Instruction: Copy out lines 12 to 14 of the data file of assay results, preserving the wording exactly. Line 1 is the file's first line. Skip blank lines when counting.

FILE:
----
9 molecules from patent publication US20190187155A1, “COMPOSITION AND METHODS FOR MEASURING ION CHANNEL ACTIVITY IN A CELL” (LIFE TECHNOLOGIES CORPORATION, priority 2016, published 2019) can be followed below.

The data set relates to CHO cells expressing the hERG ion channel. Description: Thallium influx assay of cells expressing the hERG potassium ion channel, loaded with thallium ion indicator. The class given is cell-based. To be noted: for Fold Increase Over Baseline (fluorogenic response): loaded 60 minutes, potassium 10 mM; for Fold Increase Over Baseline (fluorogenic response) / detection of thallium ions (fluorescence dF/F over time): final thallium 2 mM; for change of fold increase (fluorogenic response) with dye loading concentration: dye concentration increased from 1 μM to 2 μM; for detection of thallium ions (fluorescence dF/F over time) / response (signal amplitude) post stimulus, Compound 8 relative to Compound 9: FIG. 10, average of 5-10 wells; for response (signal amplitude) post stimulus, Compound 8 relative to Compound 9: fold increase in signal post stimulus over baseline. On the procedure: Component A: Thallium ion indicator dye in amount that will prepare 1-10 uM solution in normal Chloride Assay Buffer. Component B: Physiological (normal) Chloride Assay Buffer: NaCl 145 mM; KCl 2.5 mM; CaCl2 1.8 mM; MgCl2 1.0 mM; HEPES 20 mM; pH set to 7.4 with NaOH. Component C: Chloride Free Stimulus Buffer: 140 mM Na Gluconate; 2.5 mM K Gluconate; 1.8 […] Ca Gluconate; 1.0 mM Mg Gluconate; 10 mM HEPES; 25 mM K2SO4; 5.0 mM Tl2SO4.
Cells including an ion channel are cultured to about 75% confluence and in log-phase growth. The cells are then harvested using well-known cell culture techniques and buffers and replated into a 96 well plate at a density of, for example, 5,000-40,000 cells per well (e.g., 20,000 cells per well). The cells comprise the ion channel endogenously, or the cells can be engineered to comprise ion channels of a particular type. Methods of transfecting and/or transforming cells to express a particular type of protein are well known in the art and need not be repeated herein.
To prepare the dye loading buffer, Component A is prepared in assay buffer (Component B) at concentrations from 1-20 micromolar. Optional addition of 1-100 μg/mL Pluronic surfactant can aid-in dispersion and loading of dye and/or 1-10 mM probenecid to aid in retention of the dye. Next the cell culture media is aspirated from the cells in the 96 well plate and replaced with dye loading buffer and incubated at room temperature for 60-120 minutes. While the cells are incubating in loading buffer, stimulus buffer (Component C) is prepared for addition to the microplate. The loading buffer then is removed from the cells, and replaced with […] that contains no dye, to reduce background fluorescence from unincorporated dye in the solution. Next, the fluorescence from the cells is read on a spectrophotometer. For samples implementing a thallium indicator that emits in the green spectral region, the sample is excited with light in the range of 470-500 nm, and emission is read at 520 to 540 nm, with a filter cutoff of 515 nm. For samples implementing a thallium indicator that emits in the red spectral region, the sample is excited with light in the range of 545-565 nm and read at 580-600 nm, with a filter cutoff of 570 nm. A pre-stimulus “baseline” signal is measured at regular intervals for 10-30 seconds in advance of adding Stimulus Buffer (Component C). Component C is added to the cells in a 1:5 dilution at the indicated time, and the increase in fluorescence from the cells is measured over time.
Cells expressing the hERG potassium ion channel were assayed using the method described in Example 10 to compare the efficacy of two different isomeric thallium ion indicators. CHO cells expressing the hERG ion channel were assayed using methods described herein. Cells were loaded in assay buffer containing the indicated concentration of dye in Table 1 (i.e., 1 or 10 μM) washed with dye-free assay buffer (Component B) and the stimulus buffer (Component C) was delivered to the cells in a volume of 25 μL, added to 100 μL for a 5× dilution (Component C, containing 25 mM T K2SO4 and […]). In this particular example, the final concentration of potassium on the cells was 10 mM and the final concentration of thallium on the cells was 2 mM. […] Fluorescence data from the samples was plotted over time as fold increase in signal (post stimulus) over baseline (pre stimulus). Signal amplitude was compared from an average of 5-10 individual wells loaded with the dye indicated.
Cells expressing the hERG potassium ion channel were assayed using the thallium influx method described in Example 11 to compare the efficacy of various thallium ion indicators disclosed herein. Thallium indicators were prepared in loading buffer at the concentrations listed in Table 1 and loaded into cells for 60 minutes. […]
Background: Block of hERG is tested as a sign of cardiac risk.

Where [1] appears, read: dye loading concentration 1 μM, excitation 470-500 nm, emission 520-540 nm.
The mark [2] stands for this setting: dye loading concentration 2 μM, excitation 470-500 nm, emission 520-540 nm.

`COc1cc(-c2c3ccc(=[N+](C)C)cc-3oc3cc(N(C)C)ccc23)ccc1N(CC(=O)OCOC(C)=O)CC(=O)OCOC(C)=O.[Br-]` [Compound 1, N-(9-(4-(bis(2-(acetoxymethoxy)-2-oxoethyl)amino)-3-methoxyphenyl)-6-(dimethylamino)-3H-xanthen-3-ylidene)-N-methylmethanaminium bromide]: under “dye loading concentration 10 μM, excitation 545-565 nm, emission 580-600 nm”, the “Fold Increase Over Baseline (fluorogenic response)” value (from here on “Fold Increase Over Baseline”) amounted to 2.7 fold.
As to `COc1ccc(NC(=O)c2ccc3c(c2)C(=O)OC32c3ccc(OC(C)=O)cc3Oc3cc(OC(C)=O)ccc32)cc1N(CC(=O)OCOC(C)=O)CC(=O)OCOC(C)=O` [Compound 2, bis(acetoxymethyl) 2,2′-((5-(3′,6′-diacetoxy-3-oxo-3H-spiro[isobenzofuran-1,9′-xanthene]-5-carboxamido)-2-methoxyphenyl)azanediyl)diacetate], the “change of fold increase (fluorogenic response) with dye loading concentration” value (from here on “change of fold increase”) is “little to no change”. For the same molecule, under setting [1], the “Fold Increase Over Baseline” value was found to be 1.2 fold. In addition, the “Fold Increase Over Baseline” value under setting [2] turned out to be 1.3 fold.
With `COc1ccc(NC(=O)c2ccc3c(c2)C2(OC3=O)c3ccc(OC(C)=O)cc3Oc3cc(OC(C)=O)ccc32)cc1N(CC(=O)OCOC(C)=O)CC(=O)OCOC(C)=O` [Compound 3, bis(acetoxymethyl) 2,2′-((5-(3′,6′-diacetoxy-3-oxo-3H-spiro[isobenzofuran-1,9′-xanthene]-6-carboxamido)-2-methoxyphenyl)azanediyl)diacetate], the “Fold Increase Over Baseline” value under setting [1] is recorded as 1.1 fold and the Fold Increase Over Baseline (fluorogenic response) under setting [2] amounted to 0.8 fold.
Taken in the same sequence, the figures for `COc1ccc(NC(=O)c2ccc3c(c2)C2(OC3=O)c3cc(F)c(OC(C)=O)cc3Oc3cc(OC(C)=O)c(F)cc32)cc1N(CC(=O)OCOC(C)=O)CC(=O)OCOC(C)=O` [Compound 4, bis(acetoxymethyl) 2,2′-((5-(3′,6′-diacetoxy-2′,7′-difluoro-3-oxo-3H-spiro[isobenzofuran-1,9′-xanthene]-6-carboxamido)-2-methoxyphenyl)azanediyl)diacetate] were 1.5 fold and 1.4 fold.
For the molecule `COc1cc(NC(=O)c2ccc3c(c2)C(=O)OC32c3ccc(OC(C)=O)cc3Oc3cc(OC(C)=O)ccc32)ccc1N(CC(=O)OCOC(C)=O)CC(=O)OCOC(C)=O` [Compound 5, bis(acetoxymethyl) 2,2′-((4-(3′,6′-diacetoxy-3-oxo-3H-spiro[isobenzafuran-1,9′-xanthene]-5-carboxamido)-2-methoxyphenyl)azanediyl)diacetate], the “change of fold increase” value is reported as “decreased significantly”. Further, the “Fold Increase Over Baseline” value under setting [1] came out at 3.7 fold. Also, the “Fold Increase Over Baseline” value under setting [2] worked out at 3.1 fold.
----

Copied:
With `COc1ccc(NC(=O)c2ccc3c(c2)C2(OC3=O)c3ccc(OC(C)=O)cc3Oc3cc(OC(C)=O)ccc32)cc1N(CC(=O)OCOC(C)=O)CC(=O)OCOC(C)=O` [Compound 3, bis(acetoxymethyl) 2,2′-((5-(3′,6′-diacetoxy-3-oxo-3H-spiro[isobenzofuran-1,9′-xanthene]-6-carboxamido)-2-methoxyphenyl)azanediyl)diacetate], the “Fold Increase Over Baseline” value under setting [1] is recorded as 1.1 fold and the Fold Increase Over Baseline (fluorogenic response) under setting [2] amounted to 0.8 fold.
Taken in the same sequence, the figures for `COc1ccc(NC(=O)c2ccc3c(c2)C2(OC3=O)c3cc(F)c(OC(C)=O)cc3Oc3cc(OC(C)=O)c(F)cc32)cc1N(CC(=O)OCOC(C)=O)CC(=O)OCOC(C)=O` [Compound 4, bis(acetoxymethyl) 2,2′-((5-(3′,6′-diacetoxy-2′,7′-difluoro-3-oxo-3H-spiro[isobenzofuran-1,9′-xanthene]-6-carboxamido)-2-methoxyphenyl)azanediyl)diacetate] were 1.5 fold and 1.4 fold.
For the molecule `COc1cc(NC(=O)c2ccc3c(c2)C(=O)OC32c3ccc(OC(C)=O)cc3Oc3cc(OC(C)=O)ccc32)ccc1N(CC(=O)OCOC(C)=O)CC(=O)OCOC(C)=O` [Compound 5, bis(acetoxymethyl) 2,2′-((4-(3′,6′-diacetoxy-3-oxo-3H-spiro[isobenzafuran-1,9′-xanthene]-5-carboxamido)-2-methoxyphenyl)azanediyl)diacetate], the “change of fold increase” value is reported as “decreased significantly”. Further, the “Fold Increase Over Baseline” value under setting [1] came out at 3.7 fold. Also, the “Fold Increase Over Baseline” value under setting [2] worked out at 3.1 fold.